A single idea

There is nothing more powerful than a founder with one idea.

There is nothing more destructive than a founder with two.

One of my first companies was a video streaming service focused on how-to videos and tutorials. This was long before Youtube existed and all that infrastructure that came with it. We were licensing and digitizing television content for the web to build up our library and creating new content in partnership with tool manufacturers and home renovation retail giants. We even had the requisite “celebrity” representation — HGTV early favourites The Furniture Guys (we were a startup…and that was our budget).

As we were building our core, I had the idea to create a secondary revenue stream (WELL before our first actually materialized). We would create a bar-code scanner that a consumer would be able to use to scan any bar code on any of the tools they bought in order to see videos on how to use the product but also their warrantee information, support numbers and instructions.

Maybe a good idea but it was the wrong time to introduce a completely different product to the mix. It became a distraction and confused our primary customers, our team and our business model. Needless to say, it was quickly killed but not quickly enough.

Skip ahead in time to another company that I came in to be the CEO four years into its existence. It focused on IT administration from handheld devices and we were faced with the same type of decision.

The company had 5 separate software products for 5 different types of users — some priced for enterprise and others for consumers. We were also a company of only 8 people at the time I took over.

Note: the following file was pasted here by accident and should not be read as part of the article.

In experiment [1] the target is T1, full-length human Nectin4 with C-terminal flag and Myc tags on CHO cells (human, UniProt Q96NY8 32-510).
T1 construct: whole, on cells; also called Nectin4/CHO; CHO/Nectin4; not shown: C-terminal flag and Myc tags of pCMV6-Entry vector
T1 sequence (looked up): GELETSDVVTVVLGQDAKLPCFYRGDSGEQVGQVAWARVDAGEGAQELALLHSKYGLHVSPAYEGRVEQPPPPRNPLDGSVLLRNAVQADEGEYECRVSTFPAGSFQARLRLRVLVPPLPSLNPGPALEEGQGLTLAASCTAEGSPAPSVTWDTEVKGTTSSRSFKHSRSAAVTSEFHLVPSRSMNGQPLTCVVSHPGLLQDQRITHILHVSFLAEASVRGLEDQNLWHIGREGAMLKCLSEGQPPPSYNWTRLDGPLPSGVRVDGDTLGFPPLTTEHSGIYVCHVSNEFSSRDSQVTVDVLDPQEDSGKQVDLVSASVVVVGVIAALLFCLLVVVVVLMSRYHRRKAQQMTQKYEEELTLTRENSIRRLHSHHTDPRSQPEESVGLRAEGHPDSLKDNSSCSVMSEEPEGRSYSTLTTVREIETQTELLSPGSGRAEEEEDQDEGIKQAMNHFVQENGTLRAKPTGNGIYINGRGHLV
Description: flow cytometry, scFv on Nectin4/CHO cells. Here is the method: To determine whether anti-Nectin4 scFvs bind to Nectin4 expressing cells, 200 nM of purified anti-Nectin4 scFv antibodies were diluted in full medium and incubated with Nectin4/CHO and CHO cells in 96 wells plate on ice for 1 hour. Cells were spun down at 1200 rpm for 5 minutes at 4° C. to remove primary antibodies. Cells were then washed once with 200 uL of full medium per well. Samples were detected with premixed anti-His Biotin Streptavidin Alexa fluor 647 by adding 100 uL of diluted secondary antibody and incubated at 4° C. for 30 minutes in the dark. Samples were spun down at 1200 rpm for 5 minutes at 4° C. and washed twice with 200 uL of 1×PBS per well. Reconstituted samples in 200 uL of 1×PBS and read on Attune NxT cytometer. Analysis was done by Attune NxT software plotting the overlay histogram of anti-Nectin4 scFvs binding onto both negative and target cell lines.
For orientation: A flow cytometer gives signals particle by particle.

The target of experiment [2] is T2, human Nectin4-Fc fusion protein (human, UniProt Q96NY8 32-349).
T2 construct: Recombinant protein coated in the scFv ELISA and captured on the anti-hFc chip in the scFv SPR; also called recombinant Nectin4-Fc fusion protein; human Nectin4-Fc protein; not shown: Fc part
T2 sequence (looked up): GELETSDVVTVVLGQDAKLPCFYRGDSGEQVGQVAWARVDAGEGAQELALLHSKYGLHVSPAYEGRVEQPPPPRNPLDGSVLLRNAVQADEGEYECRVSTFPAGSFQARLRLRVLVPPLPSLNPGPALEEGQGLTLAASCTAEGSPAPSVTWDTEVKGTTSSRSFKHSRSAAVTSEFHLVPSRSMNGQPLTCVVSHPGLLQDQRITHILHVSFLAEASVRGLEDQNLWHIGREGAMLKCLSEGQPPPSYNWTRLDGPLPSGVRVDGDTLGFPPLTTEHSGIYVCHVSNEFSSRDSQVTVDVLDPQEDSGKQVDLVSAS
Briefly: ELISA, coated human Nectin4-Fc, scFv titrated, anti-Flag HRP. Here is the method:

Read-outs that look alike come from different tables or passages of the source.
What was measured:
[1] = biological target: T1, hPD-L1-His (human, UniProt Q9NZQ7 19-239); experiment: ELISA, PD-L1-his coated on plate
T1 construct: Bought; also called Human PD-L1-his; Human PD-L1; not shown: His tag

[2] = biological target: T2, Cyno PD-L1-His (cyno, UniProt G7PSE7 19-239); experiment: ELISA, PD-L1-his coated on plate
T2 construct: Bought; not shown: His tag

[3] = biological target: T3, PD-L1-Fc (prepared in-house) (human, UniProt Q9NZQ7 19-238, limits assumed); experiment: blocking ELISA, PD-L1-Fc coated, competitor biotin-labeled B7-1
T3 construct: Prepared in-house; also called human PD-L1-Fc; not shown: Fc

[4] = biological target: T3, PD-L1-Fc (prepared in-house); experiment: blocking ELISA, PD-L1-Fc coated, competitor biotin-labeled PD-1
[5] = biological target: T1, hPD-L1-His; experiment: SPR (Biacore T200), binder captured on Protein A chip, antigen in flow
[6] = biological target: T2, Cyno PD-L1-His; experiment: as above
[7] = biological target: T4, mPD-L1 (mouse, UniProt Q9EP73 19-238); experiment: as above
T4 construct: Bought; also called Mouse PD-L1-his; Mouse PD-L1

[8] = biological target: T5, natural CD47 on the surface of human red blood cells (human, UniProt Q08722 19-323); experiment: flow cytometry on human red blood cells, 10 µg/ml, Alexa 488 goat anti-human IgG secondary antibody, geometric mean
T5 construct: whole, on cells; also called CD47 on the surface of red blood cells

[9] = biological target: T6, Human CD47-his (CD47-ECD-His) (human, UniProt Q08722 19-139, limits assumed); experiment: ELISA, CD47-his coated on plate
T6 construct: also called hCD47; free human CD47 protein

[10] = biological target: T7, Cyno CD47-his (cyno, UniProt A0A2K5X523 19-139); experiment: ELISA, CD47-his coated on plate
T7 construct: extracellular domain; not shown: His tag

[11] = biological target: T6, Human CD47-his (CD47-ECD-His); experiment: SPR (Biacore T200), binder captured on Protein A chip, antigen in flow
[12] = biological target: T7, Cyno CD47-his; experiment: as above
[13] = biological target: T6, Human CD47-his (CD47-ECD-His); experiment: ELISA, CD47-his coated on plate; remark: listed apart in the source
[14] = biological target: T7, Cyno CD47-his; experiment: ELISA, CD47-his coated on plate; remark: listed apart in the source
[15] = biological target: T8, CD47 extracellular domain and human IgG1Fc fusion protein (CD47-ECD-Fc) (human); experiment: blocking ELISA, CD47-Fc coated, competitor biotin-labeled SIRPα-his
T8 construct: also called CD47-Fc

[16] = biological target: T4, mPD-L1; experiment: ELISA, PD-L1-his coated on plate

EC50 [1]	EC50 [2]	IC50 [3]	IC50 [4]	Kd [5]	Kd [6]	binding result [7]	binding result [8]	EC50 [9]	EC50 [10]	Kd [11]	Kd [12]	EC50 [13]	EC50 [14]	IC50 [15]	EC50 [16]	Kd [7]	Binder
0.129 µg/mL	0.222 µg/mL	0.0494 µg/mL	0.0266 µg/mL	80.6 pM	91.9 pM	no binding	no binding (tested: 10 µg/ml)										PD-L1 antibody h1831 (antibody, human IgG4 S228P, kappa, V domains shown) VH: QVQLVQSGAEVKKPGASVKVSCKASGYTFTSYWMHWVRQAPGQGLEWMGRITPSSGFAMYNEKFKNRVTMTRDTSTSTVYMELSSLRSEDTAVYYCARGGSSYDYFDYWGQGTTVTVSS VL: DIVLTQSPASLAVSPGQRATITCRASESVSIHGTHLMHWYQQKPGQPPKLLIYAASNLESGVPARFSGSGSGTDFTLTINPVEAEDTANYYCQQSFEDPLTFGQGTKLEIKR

The path was clear.

  • One of the products was driving 90% of the revenue and scaling but was not as “cool” as the others
  • Having 5 products and a small team meant updates and maintenance took forever to cycle through…one product at a time
  • The company had fallen in love with the launch but we should have fallen in love with solving a singular problem
  • Our sales and marketing was scattered and broad.

We were a distracted company, doing too much, too soon. Each of the products were contributing to sales however we were not putting the work in proportionally to the revenue each were generating.

I ended up forcing our focus to one single product but it had to be something that couldn’t be undone — burn the boats. I sold one product, killed one product and integrated the other 3 into our flagship product that was now 100% of our focus, 100% of our revenue, 100% of our marketing efforts and 100% of our target customer.

This change was hard and cost me a co-founder but the impact was immediate.

It is hard to stay on course but the idea that brought the company to light deserves everyone’s complete attention until it has been exhausted.